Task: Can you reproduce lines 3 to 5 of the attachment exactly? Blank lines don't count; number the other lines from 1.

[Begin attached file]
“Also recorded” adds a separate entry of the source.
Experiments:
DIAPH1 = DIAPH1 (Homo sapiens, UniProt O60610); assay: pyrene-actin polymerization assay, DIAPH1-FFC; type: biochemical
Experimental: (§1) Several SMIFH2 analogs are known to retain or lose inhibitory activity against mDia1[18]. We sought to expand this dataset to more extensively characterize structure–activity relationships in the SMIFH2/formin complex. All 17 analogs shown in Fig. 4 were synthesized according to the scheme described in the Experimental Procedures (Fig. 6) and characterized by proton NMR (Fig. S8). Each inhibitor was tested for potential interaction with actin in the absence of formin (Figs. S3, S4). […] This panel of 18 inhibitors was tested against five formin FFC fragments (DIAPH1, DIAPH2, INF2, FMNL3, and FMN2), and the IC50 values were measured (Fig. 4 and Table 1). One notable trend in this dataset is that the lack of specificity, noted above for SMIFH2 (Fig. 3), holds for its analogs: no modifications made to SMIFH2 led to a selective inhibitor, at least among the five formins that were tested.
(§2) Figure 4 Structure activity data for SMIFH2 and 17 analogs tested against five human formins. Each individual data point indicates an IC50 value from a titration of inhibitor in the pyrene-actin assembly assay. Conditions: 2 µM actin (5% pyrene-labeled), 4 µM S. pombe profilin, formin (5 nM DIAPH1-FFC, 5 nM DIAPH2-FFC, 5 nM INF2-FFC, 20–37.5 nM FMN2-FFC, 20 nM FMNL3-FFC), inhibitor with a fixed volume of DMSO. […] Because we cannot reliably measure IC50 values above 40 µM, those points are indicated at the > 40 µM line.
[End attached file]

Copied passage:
DIAPH1 = DIAPH1 (Homo sapiens, UniProt O60610); assay: pyrene-actin polymerization assay, DIAPH1-FFC; type: biochemical
Experimental: (§1) Several SMIFH2 analogs are known to retain or lose inhibitory activity against mDia1[18]. We sought to expand this dataset to more extensively characterize structure–activity relationships in the SMIFH2/formin complex. All 17 analogs shown in Fig. 4 were synthesized according to the scheme described in the Experimental Procedures (Fig. 6) and characterized by proton NMR (Fig. S8). Each inhibitor was tested for potential interaction with actin in the absence of formin (Figs. S3, S4). […] This panel of 18 inhibitors was tested against five formin FFC fragments (DIAPH1, DIAPH2, INF2, FMNL3, and FMN2), and the IC50 values were measured (Fig. 4 and Table 1). One notable trend in this dataset is that the lack of specificity, noted above for SMIFH2 (Fig. 3), holds for its analogs: no modifications made to SMIFH2 led to a selective inhibitor, at least among the five formins that were tested.
(§2) Figure 4 Structure activity data for SMIFH2 and 17 analogs tested against five human formins. Each individual data point indicates an IC50 value from a titration of inhibitor in the pyrene-actin assembly assay. Conditions: 2 µM actin (5% pyrene-labeled), 4 µM S. pombe profilin, formin (5 nM DIAPH1-FFC, 5 nM DIAPH2-FFC, 5 nM INF2-FFC, 20–37.5 nM FMN2-FFC, 20 nM FMNL3-FFC), inhibitor with a fixed volume of DMSO. […] Because we cannot reliably measure IC50 values above 40 µM, those points are indicated at the > 40 µM line.